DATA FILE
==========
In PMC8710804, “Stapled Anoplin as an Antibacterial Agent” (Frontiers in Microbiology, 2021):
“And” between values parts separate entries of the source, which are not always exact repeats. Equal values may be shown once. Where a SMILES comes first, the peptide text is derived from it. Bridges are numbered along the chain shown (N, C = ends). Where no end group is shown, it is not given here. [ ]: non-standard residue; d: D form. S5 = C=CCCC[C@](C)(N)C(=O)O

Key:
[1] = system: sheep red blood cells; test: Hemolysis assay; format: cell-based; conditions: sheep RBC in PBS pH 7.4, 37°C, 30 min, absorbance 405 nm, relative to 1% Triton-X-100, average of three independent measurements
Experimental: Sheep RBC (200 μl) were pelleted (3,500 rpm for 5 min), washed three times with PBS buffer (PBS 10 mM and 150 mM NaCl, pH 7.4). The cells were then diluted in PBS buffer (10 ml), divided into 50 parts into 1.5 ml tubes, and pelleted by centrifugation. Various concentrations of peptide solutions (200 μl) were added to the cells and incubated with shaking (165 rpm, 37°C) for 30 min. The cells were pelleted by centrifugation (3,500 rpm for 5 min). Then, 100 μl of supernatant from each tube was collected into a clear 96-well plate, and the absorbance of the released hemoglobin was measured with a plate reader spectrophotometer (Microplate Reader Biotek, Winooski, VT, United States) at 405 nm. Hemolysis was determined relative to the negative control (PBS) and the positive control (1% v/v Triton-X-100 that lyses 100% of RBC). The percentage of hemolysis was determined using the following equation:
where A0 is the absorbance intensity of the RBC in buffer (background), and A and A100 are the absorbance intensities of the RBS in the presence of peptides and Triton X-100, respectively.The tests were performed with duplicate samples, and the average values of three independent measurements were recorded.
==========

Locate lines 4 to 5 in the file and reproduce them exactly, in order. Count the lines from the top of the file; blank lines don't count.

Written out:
[1] = system: sheep red blood cells; test: Hemolysis assay; format: cell-based; conditions: sheep RBC in PBS pH 7.4, 37°C, 30 min, absorbance 405 nm, relative to 1% Triton-X-100, average of three independent measurements
Experimental: Sheep RBC (200 μl) were pelleted (3,500 rpm for 5 min), washed three times with PBS buffer (PBS 10 mM and 150 mM NaCl, pH 7.4). The cells were then diluted in PBS buffer (10 ml), divided into 50 parts into 1.5 ml tubes, and pelleted by centrifugation. Various concentrations of peptide solutions (200 μl) were added to the cells and incubated with shaking (165 rpm, 37°C) for 30 min. The cells were pelleted by centrifugation (3,500 rpm for 5 min). Then, 100 μl of supernatant from each tube was collected into a clear 96-well plate, and the absorbance of the released hemoglobin was measured with a plate reader spectrophotometer (Microplate Reader Biotek, Winooski, VT, United States) at 405 nm. Hemolysis was determined relative to the negative control (PBS) and the positive control (1% v/v Triton-X-100 that lyses 100% of RBC). The percentage of hemolysis was determined using the following equation: